Theoretically, if Felix Hernandez could pitch a baseball toward Seattle from 2,500 miles away, the giant James Bond-looking platform floating in Elliott Bay could detect it as it approached the U.S.
The platform, a Sea-Based X-Band Radar, is a $900-million addition to the Missile Defense Agency designed to track incoming ballistic missiles. About 45,000 modules form a radar beam that can relay information to help launch interceptor missiles from Fort Greely, Alaska, and Vandenberg Air Force Base in California.
It arrived in May, but is moving from its spot in Elliott Bay this week to make room for a Shell oil platform.The SBX, as it's known, which weighs more than 50,000 tons, is undergoing maintenance and upgrades to its thrusters, which propel it at a rate of about eight knots (about nine mph). Seattle Weekly wrote it about it back in 2003.
The SBX is turned off while it's in port, according to Rick Lehner, a spokesman with the Missile Defense Agency. The reason it's here is because the water is deeper than 50 feet, he said.
When asked by Seattle Weekly if it's a national security issue that the SBX is temporarily out of commission, Lener said other smaller radars in the Pacific will pick up the slack while it's in port.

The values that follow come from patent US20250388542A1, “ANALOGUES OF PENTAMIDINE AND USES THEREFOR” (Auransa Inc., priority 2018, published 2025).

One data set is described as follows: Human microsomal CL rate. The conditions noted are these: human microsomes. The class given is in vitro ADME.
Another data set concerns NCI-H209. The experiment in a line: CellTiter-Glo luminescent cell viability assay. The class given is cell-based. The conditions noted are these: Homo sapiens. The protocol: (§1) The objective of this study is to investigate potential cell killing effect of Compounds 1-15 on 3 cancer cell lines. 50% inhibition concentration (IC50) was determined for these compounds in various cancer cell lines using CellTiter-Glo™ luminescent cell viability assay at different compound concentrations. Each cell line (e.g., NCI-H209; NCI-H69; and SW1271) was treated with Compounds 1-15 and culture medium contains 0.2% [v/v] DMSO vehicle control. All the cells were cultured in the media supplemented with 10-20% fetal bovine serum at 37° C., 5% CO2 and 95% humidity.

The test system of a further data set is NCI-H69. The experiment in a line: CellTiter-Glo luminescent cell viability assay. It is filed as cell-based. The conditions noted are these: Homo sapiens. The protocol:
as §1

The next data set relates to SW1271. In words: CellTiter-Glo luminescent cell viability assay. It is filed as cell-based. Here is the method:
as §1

If Armageddon breaks out anytime soon, everyone on the platform, which spends most of its time at sea, will be in good shape. It has living quarters, a generator, and a helicopter pad, and it carries 60 days' worth of supplies and fuel.
So far, the SBX, which was built by Boeing, has been used to track a number of objects, Lehner said. In 2008, it helped track a dying satellite with toxic fuel.
"If it had crashed into something on the earth, it could have been a major hazard," Lehner said. "A Navy ship was able to shoot down the satellite with a modified missile."
So enjoy, folks. It's only here 'til August.